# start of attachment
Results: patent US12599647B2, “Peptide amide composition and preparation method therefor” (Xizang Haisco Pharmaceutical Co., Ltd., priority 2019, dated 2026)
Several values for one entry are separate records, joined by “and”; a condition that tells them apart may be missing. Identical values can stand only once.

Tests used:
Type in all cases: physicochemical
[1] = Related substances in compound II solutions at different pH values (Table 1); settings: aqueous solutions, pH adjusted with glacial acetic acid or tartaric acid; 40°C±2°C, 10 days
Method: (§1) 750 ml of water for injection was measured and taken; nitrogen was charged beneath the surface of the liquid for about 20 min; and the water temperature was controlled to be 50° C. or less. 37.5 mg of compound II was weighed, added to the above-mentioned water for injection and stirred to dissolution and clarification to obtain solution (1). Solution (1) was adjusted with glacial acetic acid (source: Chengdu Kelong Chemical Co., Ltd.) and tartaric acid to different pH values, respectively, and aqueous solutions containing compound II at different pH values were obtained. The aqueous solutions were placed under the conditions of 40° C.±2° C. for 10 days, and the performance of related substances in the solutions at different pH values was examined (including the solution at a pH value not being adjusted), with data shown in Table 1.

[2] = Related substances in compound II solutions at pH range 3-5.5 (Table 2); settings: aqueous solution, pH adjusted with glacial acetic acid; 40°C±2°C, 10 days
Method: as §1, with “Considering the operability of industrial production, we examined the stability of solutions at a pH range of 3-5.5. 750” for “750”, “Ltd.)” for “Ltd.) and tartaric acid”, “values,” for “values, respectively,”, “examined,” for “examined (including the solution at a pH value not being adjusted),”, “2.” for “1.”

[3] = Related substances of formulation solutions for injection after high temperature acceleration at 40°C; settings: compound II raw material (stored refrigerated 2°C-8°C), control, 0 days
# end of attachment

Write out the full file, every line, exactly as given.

Results: patent US12599647B2, “Peptide amide composition and preparation method therefor” (Xizang Haisco Pharmaceutical Co., Ltd., priority 2019, dated 2026)
Several values for one entry are separate records, joined by “and”; a condition that tells them apart may be missing. Identical values can stand only once.

Tests used:
Type in all cases: physicochemical
[1] = Related substances in compound II solutions at different pH values (Table 1); settings: aqueous solutions, pH adjusted with glacial acetic acid or tartaric acid; 40°C±2°C, 10 days
Method: (§1) 750 ml of water for injection was measured and taken; nitrogen was charged beneath the surface of the liquid for about 20 min; and the water temperature was controlled to be 50° C. or less. 37.5 mg of compound II was weighed, added to the above-mentioned water for injection and stirred to dissolution and clarification to obtain solution (1). Solution (1) was adjusted with glacial acetic acid (source: Chengdu Kelong Chemical Co., Ltd.) and tartaric acid to different pH values, respectively, and aqueous solutions containing compound II at different pH values were obtained. The aqueous solutions were placed under the conditions of 40° C.±2° C. for 10 days, and the performance of related substances in the solutions at different pH values was examined (including the solution at a pH value not being adjusted), with data shown in Table 1.

[2] = Related substances in compound II solutions at pH range 3-5.5 (Table 2); settings: aqueous solution, pH adjusted with glacial acetic acid; 40°C±2°C, 10 days
Method: as §1, with “Considering the operability of industrial production, we examined the stability of solutions at a pH range of 3-5.5. 750” for “750”, “Ltd.)” for “Ltd.) and tartaric acid”, “values,” for “values, respectively,”, “examined,” for “examined (including the solution at a pH value not being adjusted),”, “2.” for “1.”

[3] = Related substances of formulation solutions for injection after high temperature acceleration at 40°C; settings: compound II raw material (stored refrigerated 2°C-8°C), control, 0 days